Surely, the first defenders of Australia who tried to protect their family with spears when confronted by muskets and canon, deserve our admiration and respect.
In National Reconciliation Week the Minister for Veterans’ Affairs stated in a press release that: “… all Australians are encouraged to learn about our nation’s shared history, cultures, and achievements, and to explore how each of us can contribute to achieving reconciliation”.
This is very laudable, but it’s not what he means.
His intention is explained in the following quote: “This year’s theme for National Reconciliation Week ‘In This Together’ is a perfect representation of how Indigenous men and women have served our nation alongside non-Indigenous men and women for more than 120 years”.
We’re not being encouraged to learn about the brave Australians who defended their family, possessions and land against the colonising forces of the 18th and 19th centuries. Neither are we being encouraged to learn about the wider Frontier Wars. To avoid these subjects, while at the same time giving the impression of championing reconciliation, the Government is highlighting the service of indigenous Australians in the armed services of the 20th and 21st centuries. A special edition of the Army newspaper was published along these lines with the catch cries “side by side” and “standing together”.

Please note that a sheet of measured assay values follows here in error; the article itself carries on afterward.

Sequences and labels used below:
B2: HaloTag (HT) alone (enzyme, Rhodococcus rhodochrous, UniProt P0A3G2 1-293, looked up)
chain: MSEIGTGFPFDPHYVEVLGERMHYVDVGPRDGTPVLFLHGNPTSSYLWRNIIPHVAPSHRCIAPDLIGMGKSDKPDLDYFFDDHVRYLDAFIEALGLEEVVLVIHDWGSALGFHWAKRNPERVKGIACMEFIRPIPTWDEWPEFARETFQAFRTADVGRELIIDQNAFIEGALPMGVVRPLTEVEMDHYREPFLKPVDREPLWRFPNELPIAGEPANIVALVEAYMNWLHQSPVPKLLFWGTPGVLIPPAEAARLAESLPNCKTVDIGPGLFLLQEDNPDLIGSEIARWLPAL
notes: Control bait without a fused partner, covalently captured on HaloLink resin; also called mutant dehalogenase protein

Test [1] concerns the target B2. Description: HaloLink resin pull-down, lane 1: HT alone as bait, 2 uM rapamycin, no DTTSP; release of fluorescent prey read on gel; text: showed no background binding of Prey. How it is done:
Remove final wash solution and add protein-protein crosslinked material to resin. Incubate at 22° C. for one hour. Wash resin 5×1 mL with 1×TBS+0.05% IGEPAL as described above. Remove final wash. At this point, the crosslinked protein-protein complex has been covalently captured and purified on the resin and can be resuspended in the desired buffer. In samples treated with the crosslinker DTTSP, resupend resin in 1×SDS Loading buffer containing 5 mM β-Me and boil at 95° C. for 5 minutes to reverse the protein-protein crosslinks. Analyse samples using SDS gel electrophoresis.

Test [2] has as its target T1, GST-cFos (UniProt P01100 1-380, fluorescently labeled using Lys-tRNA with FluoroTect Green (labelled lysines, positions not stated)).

These stories are important and deserve to be told, but so too are those related to ‘Australia’s first defenders’. Surely the Australians who tried to protect their family with spears when confronted by muskets and canon, deserve our admiration and respect. As a nation we honour those who can trace their ancestors back to the First Fleet. Why do we not do the same for our indigenous brothers, ie. those who can trace their ancestors to the time of colonisation.
Why is it not possible for ‘Australia’s first defenders’ to be honoured with all the Nation’s other past (and present) defenders on ANZAC Day? Why can’t indigenous Australians attend ceremonies on 25 April each year that will honour their ancestors who died on the shores of their own/our own country, while defending it?
When asked why they can’t be honoured in the AWM, the response is that the AWM Charter doesn’t allow it. But the Charter can be amended with the stroke of a pen, if there was a will to do so.
What the Government is saying, in effect, is that promotion of Reconciliation is a good thing … but only on our terms.
Bruce Cameron is a former career soldier and author, maintaining a keen interest in defence matters in retirement.